NEW YORK — There’s little evidence of Americans’ passion for fitness at the tens of thousands of small and independent gyms around the country.

Gyms, health clubs and workout studios began reopening in late spring following government-ordered shutdowns aimed at halting the coronavirus spread. But most are only allowed to have a fraction of their regular clientele on-site at one time. And some clients are staying away for fear of catching the virus.

The International Health Racquet & Sportsclub Association, an industry group, estimates that gyms, health and fitness clubs lost an aggregate $13.9 billion during shutdowns as of Aug. 31. The group warns that without government help, at least a quarter could close by Dec. 31 as limits on indoor workouts continue.

Michael Hanover is lucky if he gets 45 client hours a week in his Northbrook, Illinois, gym, Fitness Hero Wellness Center, down from his usual 60. He sometimes opens at 5 a.m. or stays late at night to get those hours; many clients are too uneasy to come in when other people are there.

“We don’t have people pounding on the door trying to get in,” Hanover says.

In Illinois, gyms currently can operate at 50 percent of capacity, leaving Hanover with no more than 10 people onsite at any time. He feels small gyms have been lumped in unfairly with big fitness chains where there might be hundreds of people exercising at once and coming into contact with one another.


Hanover’s big worry: A surge in cases that might prompt officials to force gyms to go back to holding only outdoor classes and one-on-one training sessions indoors.

“It will be devastating and most likely, the end of Fitness Hero Wellness Center,” Hanover says.

Maine’s gyms and fitness centers reopened this summer as part of Gov. Janet Mills’ tiered approach, and they must follow COVID-19 health and safety guidelines.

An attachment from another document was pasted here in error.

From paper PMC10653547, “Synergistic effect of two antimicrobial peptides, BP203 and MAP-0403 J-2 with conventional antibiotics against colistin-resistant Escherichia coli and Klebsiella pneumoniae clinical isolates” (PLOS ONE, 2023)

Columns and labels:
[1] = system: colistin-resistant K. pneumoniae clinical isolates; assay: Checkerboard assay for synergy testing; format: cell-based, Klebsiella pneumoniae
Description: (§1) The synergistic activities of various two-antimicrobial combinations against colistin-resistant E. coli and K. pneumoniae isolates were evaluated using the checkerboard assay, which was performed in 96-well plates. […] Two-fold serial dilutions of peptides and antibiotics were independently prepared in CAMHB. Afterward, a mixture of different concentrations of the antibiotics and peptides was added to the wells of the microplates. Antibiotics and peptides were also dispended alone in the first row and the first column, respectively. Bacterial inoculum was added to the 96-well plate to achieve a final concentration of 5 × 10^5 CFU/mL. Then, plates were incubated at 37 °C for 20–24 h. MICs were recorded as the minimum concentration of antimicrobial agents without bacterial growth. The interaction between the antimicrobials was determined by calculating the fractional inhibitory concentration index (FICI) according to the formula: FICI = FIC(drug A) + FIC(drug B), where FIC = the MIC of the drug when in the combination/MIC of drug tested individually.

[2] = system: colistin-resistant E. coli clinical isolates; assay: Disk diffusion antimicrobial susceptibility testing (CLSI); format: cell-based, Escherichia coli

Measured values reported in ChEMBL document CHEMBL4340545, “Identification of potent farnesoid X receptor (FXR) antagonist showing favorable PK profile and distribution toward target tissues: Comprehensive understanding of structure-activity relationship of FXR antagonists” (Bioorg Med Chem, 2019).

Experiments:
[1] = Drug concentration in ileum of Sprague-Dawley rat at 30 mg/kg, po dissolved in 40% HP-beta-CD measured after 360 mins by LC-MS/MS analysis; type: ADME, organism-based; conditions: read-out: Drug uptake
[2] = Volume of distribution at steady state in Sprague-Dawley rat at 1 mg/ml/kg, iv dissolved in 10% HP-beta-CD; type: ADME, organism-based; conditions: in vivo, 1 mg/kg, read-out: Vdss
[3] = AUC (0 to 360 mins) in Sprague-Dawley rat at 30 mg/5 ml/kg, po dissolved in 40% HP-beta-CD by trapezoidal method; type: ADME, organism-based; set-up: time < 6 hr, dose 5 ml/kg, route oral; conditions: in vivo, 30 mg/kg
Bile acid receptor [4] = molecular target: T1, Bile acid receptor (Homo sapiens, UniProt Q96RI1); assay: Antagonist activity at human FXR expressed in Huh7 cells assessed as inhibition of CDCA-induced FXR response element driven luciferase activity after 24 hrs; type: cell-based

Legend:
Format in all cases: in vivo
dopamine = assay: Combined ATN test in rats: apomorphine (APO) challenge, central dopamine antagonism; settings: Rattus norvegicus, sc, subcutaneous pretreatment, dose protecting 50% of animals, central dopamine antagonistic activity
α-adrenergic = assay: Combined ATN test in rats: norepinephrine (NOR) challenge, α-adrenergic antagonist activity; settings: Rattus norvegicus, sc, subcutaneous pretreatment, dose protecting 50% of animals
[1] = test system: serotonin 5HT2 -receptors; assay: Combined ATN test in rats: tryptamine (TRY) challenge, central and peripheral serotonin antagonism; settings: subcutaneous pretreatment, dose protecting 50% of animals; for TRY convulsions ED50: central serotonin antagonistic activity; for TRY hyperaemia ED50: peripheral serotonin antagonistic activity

James Mitchell works out on the ladder machine at Foley’s Fitness in Scarborough on June 17, the day gyms reopened in Maine. Ben McCanna/Staff Photographer

Over 80 percent of the 40,000 to 50,000 health and fitness clubs in the U.S. are small businesses, according to the IHRSA. Whether yoga studios or fully equipped gyms, these businesses provide a livelihood to their owners. Last year, the overall industry employed 3 million trainers, instructors and other workers.

Owners now must follow Centers for Disease Control and Prevention guidelines calling for bikes and treadmills to be spaced further apart or unplugged so some can’t be used. Equipment is disinfected after each use. Masks are required.

Owners are also installing ventilation equipment to lessen the chances of breathing in concentrated amounts of coronavirus germs. But these procedures don’t reassure many people who used to work out several times a week.


Jeanne Carter and Julie Bokat held online classes while their Fuel Training Studio in Newburyport, Massachusetts, was forced to shut. Outdoor classes began in June and were well-attended; but when indoor classes were permitted in July, few clients wanted to be inside.

So, Carter and Bokat keep dragging bikes and other equipment in and out of the gym each day.

“We do a lot of schlepping. You do what you have to do,” Carter says.

The owners now plan a greenhouse-like structure that has heaters but no walls that Fuel Training Studio can use into the winter months. Clients have already shown on 40-degree mornings that they’re fine with working out in chill air.

“They started with a coat and hat on and within five minutes they were in tank tops,” Carter says.

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